The Honorable Kevin McCarthy of the state of California has received 192. The Honorable Jim Jordan of the state of Ohio has received 5. The Honorable Sherry Bustos of the state of Illinois has received 4. The Honorable Tammy Duckworth of the state of Illinois has received 2.
[14:05:00] The Honorable Stacey Abrams of the state of Georgia has received 1. The Honorable Joseph Biden of the state of Delaware has received 1. The Honorable Marcia Fudge of the state of Ohio has received 1, the Honorable Joseph Kennedy of the state of Massachusetts has received 1, the Honorable Thomas Massey of the state of Kentucky has received 1, the Honorable Stephanie Murphy of the state of Florida has received 1.
With three recorded as present. Therefore, the Honorable Nancy Pelosi of the state of California, having received a majority of the vote cast is duly elected speaker of the House of the House of Representatives for the 116th Congress --
(CHEERS AND APPLAUSE)
-- the clerk appoints the following committee to escort the speaker- elect to the chair.
The gentleman from Maryland, Mr. Hoyer, the gentleman from California, Mr. McCarthy, the gentleman from South Carolina, Mr. Clyburn, the gentleman from Louisiana, Mr. Scalise, the gentleman from New Mexico, Mr. Lujan, the gentleman woman from Wyoming, Ms. Cheney, the gentleman. From New York, Mr. Jefferies, the gentleman from North Carolina, Mr. Walker, the gentlewoman from Massachusetts, Ms. Clark, the gentleman from Alabama, Mr. Palmer, the gentleman from Missouri, Mr. Smith and the members of the California delegation, Ms. Waters, Mr. Calvert, Ms. Eshoo, Ms. Roybal-Allard, Ms. Lofgren, Ms. Sherman, Ms. Lee, Ms. Napolitano, Mr. Thompson, Ms. Davis, Mr. Schiff, Mr. Nunez, Mr. Sanchez, Mr. Costa, Ms. Matsui, Mr. McNerney, Ms. Speier, Mr. Hunter, Mr. McClintock, Mr. Chu, Mr. Garamendi, Ms. Bass, Mr. Berra, Mr. Cardenas, Mr. Cook. Mr. Huffman, Mr. LaMalfa, Mr. Lowenthal, Mr. Peters, Mr. Ruiz, Mr. Swalwell, Mr. Takano, Mr. Vargas, Mr. Agular, Mr. DeSaulnier, Mr. Lieu, Ms. Torres, Ms. Barragan, Mr. Carbajal, Mr. Correa, Mr. Khanna, Mr. Panetta, Mr. Gomez, Mr. Cox, Mr. Cisneros, Mr. Harder, Ms. Hill, Mr. Levin, Ms. Porter, Mr. Rouda.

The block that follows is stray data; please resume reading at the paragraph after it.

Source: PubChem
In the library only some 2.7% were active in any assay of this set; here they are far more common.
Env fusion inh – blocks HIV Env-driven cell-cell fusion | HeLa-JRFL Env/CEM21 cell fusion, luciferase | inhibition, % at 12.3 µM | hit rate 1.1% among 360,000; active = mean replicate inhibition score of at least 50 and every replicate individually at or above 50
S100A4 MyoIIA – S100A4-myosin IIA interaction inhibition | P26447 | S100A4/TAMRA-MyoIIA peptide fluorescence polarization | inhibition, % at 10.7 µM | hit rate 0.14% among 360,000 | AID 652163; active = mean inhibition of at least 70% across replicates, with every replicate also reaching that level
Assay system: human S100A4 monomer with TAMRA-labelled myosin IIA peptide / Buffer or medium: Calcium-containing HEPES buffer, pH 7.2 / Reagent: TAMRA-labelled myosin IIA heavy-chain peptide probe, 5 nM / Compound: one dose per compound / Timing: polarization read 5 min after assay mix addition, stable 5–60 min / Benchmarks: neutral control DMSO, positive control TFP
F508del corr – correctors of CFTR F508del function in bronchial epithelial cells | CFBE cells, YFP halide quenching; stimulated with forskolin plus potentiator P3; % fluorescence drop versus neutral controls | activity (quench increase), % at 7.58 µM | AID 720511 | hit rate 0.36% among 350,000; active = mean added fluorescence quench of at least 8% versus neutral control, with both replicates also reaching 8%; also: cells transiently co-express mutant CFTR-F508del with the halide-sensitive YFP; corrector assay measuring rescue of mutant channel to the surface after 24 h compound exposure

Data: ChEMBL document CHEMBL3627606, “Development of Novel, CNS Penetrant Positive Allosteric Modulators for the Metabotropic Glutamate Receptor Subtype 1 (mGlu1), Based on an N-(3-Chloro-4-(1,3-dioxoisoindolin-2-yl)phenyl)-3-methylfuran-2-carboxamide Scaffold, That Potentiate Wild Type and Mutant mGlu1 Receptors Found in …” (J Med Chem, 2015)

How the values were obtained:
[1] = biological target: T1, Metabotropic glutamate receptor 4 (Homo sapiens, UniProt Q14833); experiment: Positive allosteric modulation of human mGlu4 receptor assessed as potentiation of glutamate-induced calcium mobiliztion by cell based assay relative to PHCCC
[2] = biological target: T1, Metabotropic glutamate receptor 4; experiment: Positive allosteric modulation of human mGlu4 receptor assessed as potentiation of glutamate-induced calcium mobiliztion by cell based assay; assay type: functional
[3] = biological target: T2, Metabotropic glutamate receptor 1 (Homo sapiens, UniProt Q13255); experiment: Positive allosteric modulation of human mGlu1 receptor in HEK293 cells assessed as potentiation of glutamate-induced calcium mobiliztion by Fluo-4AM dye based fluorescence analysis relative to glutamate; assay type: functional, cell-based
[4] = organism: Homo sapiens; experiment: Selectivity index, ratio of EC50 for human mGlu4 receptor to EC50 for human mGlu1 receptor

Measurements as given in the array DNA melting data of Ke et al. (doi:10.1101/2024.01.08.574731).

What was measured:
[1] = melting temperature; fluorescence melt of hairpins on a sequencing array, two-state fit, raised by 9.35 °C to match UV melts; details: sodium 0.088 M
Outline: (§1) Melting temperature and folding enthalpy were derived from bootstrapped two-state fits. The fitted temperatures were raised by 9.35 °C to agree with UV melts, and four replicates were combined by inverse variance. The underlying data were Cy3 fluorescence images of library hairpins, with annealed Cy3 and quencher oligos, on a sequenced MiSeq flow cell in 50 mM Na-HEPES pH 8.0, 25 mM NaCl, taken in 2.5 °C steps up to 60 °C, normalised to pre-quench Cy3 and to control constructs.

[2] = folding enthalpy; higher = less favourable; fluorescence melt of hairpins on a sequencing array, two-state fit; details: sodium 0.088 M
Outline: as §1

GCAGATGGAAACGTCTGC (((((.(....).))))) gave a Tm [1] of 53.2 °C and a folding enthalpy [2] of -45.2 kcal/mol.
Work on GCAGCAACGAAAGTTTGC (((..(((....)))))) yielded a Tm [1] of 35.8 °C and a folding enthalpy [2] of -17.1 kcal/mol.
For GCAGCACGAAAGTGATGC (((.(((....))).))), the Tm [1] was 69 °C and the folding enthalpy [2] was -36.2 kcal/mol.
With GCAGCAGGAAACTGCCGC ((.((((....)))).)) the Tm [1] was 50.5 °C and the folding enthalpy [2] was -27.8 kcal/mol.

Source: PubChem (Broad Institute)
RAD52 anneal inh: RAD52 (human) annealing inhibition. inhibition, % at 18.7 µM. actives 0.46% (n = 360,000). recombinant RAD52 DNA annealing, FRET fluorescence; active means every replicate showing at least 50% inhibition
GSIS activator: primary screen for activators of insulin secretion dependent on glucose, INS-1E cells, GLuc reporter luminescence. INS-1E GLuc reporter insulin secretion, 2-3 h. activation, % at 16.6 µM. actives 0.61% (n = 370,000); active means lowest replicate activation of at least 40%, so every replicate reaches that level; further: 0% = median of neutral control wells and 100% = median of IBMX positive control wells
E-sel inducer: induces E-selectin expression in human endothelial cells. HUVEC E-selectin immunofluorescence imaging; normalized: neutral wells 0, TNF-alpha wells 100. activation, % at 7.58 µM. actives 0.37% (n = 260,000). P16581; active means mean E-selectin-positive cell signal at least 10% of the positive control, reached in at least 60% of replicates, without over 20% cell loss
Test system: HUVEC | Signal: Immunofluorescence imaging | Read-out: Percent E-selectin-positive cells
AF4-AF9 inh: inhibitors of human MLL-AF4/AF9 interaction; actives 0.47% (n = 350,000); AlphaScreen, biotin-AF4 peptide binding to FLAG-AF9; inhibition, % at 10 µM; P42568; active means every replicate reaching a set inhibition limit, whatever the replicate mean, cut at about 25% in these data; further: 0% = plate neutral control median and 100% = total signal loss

The committee will retire from the chamber to escort the speaker-elect to the chair.
BALDWIN: In -- this is the moment, the this is the first person in this decade to return to the speakership in the House of representatives, Nancy Pelosi in her bright raspberry dress today. Happy new year to both of you ladies. Dana, I can still see scenes of you and now Speaker Pelosi eating ice cream in her old haunt in Little Italy in Baltimore when you did that incredibly compelling interview with her. What does this moment feel like for her?
[14:10:00] DANA BASH, CNN CHIEF POLITICAL CORRESPONDENT: Well, it's vindication. It's a reminder that being confident and being strong as a woman is not necessarily a bad thing and not a negative. It is, you know, the fact that you can persevere over an onslaught of negative attacks, which is certainly something that she has had to deal with, mostly from Republicans over the --